Did Marx drop his law of profitability as a theory of crises?
In a letter to Engels as late as 1868, over ten years after he first developed the law, Marx said that the law “was one of the greatest triumphs over the asses bridge of all previous economics”.?

But many Marxist critics reckon that Marx dropped this law as relevant as he did not seem to refer to the law after he expounded it in the late 1860s and looked more at the role of credit in crises (as Keynes and modern heterodox economists now do).  Moreover, Engels, in editing Marx’s manuscripts after his death into Volumes 2 and 3 of Capital, made far too much of Marx’s law; indeed distorting Marx’s views on this.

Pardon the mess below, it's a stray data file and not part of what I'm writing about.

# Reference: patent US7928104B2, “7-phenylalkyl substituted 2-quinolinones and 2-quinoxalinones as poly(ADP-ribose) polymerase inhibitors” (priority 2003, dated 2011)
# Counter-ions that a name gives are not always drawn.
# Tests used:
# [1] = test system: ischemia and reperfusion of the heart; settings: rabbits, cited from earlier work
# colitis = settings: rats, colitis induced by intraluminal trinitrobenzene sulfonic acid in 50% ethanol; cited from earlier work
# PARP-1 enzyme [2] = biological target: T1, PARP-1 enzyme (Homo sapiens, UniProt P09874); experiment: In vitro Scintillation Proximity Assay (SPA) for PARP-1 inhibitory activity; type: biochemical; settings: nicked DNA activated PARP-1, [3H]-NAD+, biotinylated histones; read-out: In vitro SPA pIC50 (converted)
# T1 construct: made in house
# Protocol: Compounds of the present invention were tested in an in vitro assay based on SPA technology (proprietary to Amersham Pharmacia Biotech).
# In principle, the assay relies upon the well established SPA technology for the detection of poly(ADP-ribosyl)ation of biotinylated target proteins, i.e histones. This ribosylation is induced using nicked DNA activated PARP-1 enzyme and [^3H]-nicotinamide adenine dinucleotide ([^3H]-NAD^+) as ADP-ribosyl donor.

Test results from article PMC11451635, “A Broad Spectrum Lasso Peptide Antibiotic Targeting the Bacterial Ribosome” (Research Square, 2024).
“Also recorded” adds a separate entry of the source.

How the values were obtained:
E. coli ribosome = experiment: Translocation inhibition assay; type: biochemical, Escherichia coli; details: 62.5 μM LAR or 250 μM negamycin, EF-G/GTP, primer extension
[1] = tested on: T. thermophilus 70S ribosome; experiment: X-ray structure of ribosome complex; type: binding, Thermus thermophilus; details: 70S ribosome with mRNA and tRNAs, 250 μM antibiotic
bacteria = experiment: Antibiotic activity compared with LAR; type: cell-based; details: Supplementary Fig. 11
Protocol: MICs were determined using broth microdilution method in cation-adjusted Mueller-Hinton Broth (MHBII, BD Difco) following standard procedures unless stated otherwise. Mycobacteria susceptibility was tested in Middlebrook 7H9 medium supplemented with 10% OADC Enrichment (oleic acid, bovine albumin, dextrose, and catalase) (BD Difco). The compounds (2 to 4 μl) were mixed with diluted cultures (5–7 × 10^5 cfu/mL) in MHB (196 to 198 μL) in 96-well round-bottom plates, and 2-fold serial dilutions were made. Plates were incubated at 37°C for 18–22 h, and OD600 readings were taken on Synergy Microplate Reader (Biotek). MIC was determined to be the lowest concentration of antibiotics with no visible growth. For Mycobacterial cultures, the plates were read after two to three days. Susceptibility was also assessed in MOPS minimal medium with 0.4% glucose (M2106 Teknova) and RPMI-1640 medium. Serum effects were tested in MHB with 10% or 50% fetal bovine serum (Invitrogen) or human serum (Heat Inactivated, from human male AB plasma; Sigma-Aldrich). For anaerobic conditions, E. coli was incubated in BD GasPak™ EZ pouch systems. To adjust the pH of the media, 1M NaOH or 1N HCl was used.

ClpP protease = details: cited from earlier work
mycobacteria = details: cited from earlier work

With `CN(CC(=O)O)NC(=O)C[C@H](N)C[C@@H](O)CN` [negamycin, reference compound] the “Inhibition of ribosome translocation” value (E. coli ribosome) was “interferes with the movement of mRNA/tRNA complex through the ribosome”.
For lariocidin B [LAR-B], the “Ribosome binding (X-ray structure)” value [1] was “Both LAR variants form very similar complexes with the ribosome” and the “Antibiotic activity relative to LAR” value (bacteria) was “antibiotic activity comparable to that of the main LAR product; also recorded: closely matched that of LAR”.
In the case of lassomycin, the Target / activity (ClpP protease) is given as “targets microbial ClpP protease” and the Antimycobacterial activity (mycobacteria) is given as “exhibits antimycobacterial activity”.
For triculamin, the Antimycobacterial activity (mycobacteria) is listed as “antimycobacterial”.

Back in 1978, Jerrold Seigel had a look at the manuscripts.  Yes, Engels made significant editorial changes to Marx’s writing on the law as in capital Volume 3.  He divided it into three chapters 13-15; 13 was ‘the law’; 14 was ‘counteracting influences’ and 15 described the ‘internal contradictions’ (the combination of the tendency and countertendencies).  Engels shifted some of the text into Chapter 13 on the ‘law as such’ when in Marx’s manuscript they came after the counteracting factors in Chapter 14.  But in doing so, Engels does not overemphasise the importance of the law – on the contrary, Engels actually makes it appear that Marx balances the countertendencies in equal measure with the law as such, when the original order of the text reemphasises the law after talking about counter-influences.  So, as Seigel puts it: “Engels made Marx’s confidence in the actual operation of the profit law seem weaker than Marx’s manuscript indicates it to be.” (Seigel, Marx’s Fate: The Shape of a Life, Princeton, Princeton University Press, 1978, p339 and note 26).